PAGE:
And then, right when I had planned to head back to the garage, appropriately armed with cinching skills and a slight buzz, I realized that I was completely thawed, warm.  And that I didn’t want to be cold again. And as simply and quickly as that – a change in my physical weather – I had snapped out of it.  I was still very calm, I had wanted to die, I really had, and I wasn’t particularly frightened by that fact, it was perfectly consistent with the slow disintegration of my self over the past couple of years.  This was my identity, a new marker, an extreme marker I supposed.  

Why DID you go then?  I don’t think about that day much – no offense – but when I do, it’s that I’m really curious about. Our efforts had been swift and methodical, we had done fairly well, it was our first time. We’ve teamed up since a few times of course, sometimes with comic results, but I felt closest to you on that day, and on the other days you didn’t really leave me. Wait, except for the time we revisited the noose. And I did it right. But that’s  for another day.

 

After you left, I called my psychiatrist’s office in Boston and told the receptionist that I had just tried to hang myself.  She sounded freaked out.  I told her not to worry, that I would call around and find myself a bed and check in.  While I was online looking up which hospitals had mental wards my psychiatrist called me.  He was deciding whether to send police.  I said no, just to let me know where to look for a bed.  He told me where to call and to keep him posted.  Professionals really get excited about suicide.

The fellow at intake at Beth Israel said he had two female beds and to get my ass there right away if I wanted one.  So I packed a small bag and M drove the three hours to Boston.  During the drive I got an e-mail from my office on my iPhone, I was being fired for not being in the office.  I found this vaguely amusing.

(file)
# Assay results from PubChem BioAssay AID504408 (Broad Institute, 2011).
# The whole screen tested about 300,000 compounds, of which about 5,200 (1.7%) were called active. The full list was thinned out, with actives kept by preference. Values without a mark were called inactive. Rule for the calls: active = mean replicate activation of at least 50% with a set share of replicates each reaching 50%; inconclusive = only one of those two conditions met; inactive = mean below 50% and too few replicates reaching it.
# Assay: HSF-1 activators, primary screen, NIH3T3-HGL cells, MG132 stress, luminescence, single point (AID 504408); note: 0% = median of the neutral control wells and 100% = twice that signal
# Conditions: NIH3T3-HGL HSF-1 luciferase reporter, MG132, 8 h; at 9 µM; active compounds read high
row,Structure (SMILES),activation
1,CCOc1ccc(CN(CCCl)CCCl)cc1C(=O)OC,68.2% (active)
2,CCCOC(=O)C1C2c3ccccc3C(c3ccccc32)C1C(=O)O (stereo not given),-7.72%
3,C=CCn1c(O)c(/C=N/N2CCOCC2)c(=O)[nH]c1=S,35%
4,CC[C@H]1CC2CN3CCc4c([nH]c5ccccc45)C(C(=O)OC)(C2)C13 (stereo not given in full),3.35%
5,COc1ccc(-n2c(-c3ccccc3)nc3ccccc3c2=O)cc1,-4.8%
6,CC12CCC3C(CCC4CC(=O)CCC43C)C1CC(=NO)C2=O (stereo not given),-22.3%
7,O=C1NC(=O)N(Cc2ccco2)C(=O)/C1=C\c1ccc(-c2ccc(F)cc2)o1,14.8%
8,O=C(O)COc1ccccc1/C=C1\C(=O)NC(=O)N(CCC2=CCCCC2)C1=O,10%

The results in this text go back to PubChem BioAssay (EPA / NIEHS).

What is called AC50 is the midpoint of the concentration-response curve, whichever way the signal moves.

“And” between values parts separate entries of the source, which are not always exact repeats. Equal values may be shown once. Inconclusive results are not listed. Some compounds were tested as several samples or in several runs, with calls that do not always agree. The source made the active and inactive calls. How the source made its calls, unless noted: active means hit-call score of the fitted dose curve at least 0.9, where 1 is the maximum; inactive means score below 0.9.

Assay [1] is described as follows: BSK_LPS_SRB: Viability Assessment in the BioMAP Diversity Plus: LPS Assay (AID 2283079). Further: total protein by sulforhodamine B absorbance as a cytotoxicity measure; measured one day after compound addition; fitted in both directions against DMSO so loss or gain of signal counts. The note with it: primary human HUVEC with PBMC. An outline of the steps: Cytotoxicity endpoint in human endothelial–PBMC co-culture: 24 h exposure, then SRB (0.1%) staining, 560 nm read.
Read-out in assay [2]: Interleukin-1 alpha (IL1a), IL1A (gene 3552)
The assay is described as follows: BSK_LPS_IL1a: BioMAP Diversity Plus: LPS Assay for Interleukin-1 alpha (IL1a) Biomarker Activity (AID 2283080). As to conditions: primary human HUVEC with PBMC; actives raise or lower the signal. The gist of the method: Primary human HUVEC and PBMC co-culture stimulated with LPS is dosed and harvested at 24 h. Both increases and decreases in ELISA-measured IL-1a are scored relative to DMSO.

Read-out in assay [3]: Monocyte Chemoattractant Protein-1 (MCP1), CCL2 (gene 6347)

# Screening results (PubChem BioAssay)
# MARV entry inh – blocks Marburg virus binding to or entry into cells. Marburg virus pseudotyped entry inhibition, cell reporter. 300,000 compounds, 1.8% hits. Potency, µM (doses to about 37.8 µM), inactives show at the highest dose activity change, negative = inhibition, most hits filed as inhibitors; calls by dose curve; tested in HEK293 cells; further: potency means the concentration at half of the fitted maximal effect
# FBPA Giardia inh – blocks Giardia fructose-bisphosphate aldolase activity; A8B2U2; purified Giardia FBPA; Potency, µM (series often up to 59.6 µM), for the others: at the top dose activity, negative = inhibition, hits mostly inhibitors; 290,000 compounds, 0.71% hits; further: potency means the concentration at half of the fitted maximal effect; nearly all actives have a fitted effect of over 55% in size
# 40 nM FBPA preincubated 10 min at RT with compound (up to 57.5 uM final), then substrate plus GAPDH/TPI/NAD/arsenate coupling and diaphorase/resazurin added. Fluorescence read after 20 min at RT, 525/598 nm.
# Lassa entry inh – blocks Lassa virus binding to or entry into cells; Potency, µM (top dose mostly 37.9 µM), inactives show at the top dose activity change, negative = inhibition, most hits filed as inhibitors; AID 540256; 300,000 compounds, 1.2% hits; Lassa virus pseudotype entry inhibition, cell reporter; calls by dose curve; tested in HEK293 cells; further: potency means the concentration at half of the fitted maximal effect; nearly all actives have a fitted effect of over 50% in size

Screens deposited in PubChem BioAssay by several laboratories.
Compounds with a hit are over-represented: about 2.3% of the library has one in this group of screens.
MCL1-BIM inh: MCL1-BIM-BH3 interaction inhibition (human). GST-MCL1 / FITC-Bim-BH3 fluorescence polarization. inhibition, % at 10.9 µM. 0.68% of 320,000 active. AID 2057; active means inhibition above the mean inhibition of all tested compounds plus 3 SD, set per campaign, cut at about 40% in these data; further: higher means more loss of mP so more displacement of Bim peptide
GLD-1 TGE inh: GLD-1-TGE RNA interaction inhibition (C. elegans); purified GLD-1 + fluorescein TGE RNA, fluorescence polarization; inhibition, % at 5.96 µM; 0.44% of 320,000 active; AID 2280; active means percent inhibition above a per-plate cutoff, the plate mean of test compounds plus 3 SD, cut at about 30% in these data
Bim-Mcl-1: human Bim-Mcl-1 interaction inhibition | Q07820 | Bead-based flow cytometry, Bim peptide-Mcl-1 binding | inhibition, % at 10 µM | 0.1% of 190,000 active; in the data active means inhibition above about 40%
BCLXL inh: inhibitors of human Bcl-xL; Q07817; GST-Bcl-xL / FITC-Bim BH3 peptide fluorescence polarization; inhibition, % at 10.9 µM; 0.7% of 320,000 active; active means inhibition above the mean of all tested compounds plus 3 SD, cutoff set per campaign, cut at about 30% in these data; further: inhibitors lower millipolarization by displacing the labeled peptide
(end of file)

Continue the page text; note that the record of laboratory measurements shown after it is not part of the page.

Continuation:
As you recall, BIDMC has its own psychiatric ER, so that’s where I spent the day, eating turkey sandwiches and Facebooking with the few friends who knew I had been tottering on the edge.  The ER was an education in itself.  One drunken patient declared he was “outnumbered” by all of the black guards and sang Michael Jackson songs.  I felt better for the absurdity.  I had signed myself over to the authorities with no knowledge of what they might do with me, how long they might keep me.  I had no idea what quick work the attending physician and the team he assigned would make of me, my existence as I currently knew it, and the other life I had essentially buried.  Or how much more fucked up having a clearer picture of my own roadmap would make me.

I’m glad you’re in the neighborhood again. I see you’ve switched it up a bit, you’ve got some new tricks. I’ll be happy to play if I have to.

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Comments

  1. I love the way you write… your story of this moment is horrific yet so very calm.

    • Lol. Yeah, the docs were surprised too: “you present remarkably. As if nothing is wrong.”

      “Nothing is. I just don’t want to be alive.”

      The next day they asked if I would like to be a Harvard Medical School Case Study. I was interviewed in front a class by the Chief of Psych at HMS. Full Q&A after.

      So, I’m a case at Harvard Medical School.

      I really appreciate your comments – so glad I came across your wonderful “place” 🙂

  2. I know who you’re talking with. He’s been a constant companion of mine since I was 13. I feel as if I’m being cruel to say that I like this post, but I truly do. At times like these I’m at a loss for words because my feelings are so incredibly strong they defy human language. It’s times like this that I wish there was a way I could just pour my feelings into someone else so they could not be overpowered by them, but could know the depths of them and understand what I want so desperately to convey since I cannot do that with words.

    God bless you and hold you in His arms and fill you with His comfort!!
    Kathy

  3. Powerful post, Jill. I’m sorry this has to be your story. Thank you for sharing and being vulnerable as you always do.